In fact, I do not think the animal rights movement has tried hard enough to work within the political mainstream. If we were to become, as a social justice movement, less obsessed with personal transformative moments and lifestyle purity and more sophisticated about the political, economic and social power which keeps the animal industrial complex in place AND understand this within the larger political, social justice context, well, then, I think we might get somewhere.

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Institute for Animals and Social Justice

June 29th, 2011 2 comments

After more than one year of meetings between academics and animal advocates which was prompted, in part, by my call for an animal rights think tank at the Minding Animals seminar in London in 2008, this week sees the launch of the Institute for Animals and Social Justice at an inaugural ‘Animals and Public Policy’ seminar at the London School of Economics on 30 June.

The IASJ’s mission is to open the realm of social justice to animals and hence advance animal protection. Therefore, the IASJ’s core strategic aim is:

To embed animal protection as a core policy goal of the UK Government, international governments and intergovernmental organisations, utilising and developing applied research as a primary tool to achieve this.

The IASJ’s priority programmes will involve research and advocacy in three crucial areas:

  1. Animals’ legal/political status
  2. Institutional representation for animals
  3. Policy Strategies for Animal Protection

As one of the founding group, I look forward to establishing the IASJ to further the mission of advancing animal protection through policy research.



Institute for Animals and Social Justice from Kim Stallwood on Vimeo.

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Wild Animals in British Circuses

June 27th, 2011 No comments

Martin Lacey from the Great British Circus spoke out in support of animals performing in circuses but refused access to the BBC to film the animals in his care. A move which could be seen to be audacious or naive (or both) given that the House of Commons was about to debate a motion calling for a ban on wild animals in circuses.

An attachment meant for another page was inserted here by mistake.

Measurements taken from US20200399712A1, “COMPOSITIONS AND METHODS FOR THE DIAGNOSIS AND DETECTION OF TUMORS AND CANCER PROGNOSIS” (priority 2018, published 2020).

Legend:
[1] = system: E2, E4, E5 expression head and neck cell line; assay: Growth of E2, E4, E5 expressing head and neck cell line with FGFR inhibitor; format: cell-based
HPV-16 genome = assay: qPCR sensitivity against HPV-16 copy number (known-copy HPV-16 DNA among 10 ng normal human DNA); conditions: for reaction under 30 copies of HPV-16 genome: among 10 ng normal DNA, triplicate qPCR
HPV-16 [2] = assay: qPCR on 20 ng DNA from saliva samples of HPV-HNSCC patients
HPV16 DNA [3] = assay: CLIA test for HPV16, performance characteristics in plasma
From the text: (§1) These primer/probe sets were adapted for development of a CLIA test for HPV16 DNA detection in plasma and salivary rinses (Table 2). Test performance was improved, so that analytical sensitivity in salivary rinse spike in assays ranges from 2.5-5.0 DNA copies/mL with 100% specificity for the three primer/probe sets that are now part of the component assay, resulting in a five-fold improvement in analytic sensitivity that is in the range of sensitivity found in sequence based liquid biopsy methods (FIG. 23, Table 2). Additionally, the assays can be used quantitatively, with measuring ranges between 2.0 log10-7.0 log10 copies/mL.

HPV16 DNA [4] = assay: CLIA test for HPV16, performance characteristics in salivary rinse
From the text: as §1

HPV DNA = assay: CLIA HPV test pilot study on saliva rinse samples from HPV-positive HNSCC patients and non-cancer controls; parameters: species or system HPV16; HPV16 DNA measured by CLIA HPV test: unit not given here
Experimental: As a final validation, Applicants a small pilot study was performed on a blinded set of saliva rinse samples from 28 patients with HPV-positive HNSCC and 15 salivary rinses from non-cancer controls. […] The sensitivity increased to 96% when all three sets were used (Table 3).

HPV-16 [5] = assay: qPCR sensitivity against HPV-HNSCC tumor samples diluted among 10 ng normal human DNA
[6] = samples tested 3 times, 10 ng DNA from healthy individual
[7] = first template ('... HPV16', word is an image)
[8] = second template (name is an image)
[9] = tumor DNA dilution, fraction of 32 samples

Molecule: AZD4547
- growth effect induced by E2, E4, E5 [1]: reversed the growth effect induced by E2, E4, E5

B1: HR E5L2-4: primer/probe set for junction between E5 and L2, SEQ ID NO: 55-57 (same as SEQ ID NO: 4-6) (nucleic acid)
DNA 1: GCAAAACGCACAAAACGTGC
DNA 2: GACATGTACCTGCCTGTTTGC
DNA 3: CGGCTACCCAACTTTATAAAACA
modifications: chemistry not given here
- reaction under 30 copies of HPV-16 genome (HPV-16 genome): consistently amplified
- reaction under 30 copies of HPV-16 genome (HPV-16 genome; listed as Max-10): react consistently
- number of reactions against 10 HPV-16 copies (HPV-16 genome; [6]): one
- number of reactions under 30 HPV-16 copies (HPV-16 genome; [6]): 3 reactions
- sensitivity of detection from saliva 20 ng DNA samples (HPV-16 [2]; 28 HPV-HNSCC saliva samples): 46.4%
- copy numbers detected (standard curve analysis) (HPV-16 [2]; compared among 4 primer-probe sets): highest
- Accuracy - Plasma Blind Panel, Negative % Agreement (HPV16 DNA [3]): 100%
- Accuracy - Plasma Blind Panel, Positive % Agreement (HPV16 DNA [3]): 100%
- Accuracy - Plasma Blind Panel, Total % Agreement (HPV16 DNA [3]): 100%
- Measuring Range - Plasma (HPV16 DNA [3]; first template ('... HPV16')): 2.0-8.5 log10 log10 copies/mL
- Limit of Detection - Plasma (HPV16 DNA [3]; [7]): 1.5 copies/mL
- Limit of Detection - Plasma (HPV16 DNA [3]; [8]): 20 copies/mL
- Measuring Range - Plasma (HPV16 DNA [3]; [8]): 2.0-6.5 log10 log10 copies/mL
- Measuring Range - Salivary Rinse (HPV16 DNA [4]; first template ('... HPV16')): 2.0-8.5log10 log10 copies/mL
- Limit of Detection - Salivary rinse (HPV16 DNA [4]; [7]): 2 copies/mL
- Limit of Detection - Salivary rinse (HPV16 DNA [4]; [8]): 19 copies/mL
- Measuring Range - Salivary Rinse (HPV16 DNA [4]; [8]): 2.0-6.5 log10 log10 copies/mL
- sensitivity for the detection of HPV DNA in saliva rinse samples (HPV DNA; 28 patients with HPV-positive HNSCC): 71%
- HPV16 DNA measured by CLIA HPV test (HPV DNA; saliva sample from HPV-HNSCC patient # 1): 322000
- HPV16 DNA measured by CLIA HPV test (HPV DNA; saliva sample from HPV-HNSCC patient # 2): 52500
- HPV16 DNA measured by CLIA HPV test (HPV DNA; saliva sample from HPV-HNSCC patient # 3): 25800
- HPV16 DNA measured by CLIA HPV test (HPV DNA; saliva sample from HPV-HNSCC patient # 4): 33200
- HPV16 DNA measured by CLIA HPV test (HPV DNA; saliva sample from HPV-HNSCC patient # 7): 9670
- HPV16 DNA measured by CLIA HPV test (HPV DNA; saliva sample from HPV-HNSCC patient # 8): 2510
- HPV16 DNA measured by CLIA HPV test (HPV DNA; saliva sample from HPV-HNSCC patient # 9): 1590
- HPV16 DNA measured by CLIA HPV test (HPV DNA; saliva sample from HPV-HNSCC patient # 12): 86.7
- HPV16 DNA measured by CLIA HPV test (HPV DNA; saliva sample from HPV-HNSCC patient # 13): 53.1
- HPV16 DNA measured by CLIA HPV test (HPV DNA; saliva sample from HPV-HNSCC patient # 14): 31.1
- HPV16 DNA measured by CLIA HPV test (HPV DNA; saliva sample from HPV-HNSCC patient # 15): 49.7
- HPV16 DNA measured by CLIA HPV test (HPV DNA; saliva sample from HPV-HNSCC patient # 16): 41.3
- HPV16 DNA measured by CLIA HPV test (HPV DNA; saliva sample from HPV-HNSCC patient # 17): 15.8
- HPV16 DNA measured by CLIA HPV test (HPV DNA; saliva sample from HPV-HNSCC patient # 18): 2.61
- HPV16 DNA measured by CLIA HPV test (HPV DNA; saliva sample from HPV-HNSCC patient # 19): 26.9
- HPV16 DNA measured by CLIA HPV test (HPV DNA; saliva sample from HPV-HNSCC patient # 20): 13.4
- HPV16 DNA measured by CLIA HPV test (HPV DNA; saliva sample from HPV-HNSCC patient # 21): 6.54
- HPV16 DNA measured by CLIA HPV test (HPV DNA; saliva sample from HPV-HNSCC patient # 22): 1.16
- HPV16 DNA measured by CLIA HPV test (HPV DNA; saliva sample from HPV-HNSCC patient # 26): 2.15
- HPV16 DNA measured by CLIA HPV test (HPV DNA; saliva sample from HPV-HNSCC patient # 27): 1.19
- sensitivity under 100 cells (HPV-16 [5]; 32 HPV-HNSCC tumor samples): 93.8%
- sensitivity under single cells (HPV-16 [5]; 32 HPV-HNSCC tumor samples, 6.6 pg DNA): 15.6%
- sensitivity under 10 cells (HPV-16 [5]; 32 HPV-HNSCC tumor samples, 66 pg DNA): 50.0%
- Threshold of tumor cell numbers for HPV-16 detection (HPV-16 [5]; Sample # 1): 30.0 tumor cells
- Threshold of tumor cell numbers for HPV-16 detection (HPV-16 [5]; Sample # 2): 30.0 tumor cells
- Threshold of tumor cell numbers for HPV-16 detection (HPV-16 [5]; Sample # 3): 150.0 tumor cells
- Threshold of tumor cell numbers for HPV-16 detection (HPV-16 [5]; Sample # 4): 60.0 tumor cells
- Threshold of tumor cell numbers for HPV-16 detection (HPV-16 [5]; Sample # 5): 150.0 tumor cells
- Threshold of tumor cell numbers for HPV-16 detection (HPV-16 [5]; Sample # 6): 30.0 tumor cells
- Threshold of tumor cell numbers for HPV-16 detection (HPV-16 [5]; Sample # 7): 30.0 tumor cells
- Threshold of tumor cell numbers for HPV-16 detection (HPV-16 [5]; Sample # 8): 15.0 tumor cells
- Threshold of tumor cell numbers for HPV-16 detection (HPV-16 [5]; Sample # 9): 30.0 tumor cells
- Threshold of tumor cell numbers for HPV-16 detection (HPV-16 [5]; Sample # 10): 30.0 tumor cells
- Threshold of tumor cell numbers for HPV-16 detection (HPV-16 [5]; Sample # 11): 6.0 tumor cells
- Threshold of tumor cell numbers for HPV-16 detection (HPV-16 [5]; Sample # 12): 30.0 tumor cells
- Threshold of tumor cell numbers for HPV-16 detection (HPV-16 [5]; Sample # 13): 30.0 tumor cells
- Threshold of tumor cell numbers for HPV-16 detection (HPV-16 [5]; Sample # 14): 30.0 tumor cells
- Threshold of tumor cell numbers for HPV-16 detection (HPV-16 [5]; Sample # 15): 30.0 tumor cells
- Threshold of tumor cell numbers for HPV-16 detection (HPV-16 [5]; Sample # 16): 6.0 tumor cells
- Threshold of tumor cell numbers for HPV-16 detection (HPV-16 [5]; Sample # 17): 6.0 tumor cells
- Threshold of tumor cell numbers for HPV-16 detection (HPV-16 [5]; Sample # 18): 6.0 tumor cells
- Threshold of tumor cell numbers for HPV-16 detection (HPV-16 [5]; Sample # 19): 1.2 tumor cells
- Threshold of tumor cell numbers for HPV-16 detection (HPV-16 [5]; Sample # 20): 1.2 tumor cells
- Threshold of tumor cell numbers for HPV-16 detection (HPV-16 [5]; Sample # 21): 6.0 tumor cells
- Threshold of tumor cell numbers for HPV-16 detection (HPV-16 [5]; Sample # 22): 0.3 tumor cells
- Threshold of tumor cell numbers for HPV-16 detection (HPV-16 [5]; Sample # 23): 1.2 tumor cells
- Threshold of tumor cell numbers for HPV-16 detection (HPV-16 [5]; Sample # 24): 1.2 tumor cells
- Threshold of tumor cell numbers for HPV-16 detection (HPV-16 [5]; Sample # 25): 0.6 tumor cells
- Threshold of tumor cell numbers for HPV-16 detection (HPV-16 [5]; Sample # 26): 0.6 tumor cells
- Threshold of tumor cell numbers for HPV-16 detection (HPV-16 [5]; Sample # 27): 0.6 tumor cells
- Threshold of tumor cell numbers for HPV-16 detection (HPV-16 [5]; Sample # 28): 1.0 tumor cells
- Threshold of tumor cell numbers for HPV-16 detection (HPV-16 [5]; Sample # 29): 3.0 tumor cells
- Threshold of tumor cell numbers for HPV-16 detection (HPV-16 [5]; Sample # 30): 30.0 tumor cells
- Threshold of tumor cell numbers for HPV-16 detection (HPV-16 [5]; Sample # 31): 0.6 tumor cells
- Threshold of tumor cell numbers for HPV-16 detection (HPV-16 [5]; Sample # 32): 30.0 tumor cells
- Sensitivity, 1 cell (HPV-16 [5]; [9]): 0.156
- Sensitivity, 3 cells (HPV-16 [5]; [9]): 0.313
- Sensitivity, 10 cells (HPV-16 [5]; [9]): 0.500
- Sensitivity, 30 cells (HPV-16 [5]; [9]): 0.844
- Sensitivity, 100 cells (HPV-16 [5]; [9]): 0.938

At the time of writing there isn’t a comment on the Commons debate on the Web site of Amazing Animals, a company which it states “trains and supplies animals to the film, TV, still photography and live event industry.” You would think that this would be something of interest to them. You would think that they would want to speak out. But they didn’t. Perhaps they believed they didn’t have to.

How the Great British Circus spoke out but Amazing Animals didn’t are just two developments in an extraordinary narrative which formed the backdrop to the successful June 23 Commons debate which adopted unanimously a motion calling for a ban on wild animals in circuses.

The cross-party motion was proposed by Mark Pritchard, Conservative MP for The Wrekin, with the support of Bob Russell (Liberal Democrat) and Jim Fitzpatrick (Labour). It directed the Government to “use its powers under section 12 of the Animal Welfare Act 2006 to introduce a regulation banning the use of all wild animals in circuses to take effect by 1 July 2012.” The motion was passed unanimously; however, from the first minutes of the debate no one could have predicted that this would be the outcome. (Read the debate here.)